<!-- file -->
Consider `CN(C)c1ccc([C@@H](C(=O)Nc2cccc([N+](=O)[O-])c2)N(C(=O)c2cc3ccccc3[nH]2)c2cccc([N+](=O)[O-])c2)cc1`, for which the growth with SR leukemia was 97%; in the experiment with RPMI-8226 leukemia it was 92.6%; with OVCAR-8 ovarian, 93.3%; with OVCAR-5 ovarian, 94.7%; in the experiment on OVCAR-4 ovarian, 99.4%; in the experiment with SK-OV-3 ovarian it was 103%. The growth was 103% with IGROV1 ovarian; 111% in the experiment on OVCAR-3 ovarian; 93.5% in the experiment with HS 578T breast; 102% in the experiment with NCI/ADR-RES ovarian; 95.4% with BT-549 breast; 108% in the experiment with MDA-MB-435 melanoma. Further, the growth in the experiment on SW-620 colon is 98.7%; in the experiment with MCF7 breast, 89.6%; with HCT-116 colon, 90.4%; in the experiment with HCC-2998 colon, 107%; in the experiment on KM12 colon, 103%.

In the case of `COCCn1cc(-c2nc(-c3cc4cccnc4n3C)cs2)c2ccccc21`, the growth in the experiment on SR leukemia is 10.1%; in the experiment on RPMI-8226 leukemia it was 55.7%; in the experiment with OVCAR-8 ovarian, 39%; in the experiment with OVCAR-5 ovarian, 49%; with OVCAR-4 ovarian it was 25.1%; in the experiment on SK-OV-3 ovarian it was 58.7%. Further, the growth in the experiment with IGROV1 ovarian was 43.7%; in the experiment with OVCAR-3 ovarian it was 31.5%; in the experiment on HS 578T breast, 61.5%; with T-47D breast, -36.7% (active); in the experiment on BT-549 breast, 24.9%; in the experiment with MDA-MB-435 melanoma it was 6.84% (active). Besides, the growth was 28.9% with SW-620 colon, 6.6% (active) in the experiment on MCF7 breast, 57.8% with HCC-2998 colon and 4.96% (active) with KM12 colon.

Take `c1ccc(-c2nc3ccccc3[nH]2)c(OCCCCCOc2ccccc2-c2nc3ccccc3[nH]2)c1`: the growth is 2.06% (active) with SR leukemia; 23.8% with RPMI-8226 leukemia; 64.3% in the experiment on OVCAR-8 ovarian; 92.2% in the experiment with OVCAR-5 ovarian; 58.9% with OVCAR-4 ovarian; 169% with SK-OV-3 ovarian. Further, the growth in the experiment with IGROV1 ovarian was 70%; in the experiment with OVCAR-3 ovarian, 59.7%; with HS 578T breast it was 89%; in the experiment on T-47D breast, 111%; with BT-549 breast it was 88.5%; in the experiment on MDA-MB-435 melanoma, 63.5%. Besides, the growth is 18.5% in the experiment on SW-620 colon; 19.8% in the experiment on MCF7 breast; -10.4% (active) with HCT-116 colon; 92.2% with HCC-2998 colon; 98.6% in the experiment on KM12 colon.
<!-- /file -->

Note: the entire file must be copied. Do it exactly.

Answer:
Consider `CN(C)c1ccc([C@@H](C(=O)Nc2cccc([N+](=O)[O-])c2)N(C(=O)c2cc3ccccc3[nH]2)c2cccc([N+](=O)[O-])c2)cc1`, for which the growth with SR leukemia was 97%; in the experiment with RPMI-8226 leukemia it was 92.6%; with OVCAR-8 ovarian, 93.3%; with OVCAR-5 ovarian, 94.7%; in the experiment on OVCAR-4 ovarian, 99.4%; in the experiment with SK-OV-3 ovarian it was 103%. The growth was 103% with IGROV1 ovarian; 111% in the experiment on OVCAR-3 ovarian; 93.5% in the experiment with HS 578T breast; 102% in the experiment with NCI/ADR-RES ovarian; 95.4% with BT-549 breast; 108% in the experiment with MDA-MB-435 melanoma. Further, the growth in the experiment on SW-620 colon is 98.7%; in the experiment with MCF7 breast, 89.6%; with HCT-116 colon, 90.4%; in the experiment with HCC-2998 colon, 107%; in the experiment on KM12 colon, 103%.

In the case of `COCCn1cc(-c2nc(-c3cc4cccnc4n3C)cs2)c2ccccc21`, the growth in the experiment on SR leukemia is 10.1%; in the experiment on RPMI-8226 leukemia it was 55.7%; in the experiment with OVCAR-8 ovarian, 39%; in the experiment with OVCAR-5 ovarian, 49%; with OVCAR-4 ovarian it was 25.1%; in the experiment on SK-OV-3 ovarian it was 58.7%. Further, the growth in the experiment with IGROV1 ovarian was 43.7%; in the experiment with OVCAR-3 ovarian it was 31.5%; in the experiment on HS 578T breast, 61.5%; with T-47D breast, -36.7% (active); in the experiment on BT-549 breast, 24.9%; in the experiment with MDA-MB-435 melanoma it was 6.84% (active). Besides, the growth was 28.9% with SW-620 colon, 6.6% (active) in the experiment on MCF7 breast, 57.8% with HCC-2998 colon and 4.96% (active) with KM12 colon.

Take `c1ccc(-c2nc3ccccc3[nH]2)c(OCCCCCOc2ccccc2-c2nc3ccccc3[nH]2)c1`: the growth is 2.06% (active) with SR leukemia; 23.8% with RPMI-8226 leukemia; 64.3% in the experiment on OVCAR-8 ovarian; 92.2% in the experiment with OVCAR-5 ovarian; 58.9% with OVCAR-4 ovarian; 169% with SK-OV-3 ovarian. Further, the growth in the experiment with IGROV1 ovarian was 70%; in the experiment with OVCAR-3 ovarian, 59.7%; with HS 578T breast it was 89%; in the experiment on T-47D breast, 111%; with BT-549 breast it was 88.5%; in the experiment on MDA-MB-435 melanoma, 63.5%. Besides, the growth is 18.5% in the experiment on SW-620 colon; 19.8% in the experiment on MCF7 breast; -10.4% (active) with HCT-116 colon; 92.2% with HCC-2998 colon; 98.6% in the experiment on KM12 colon.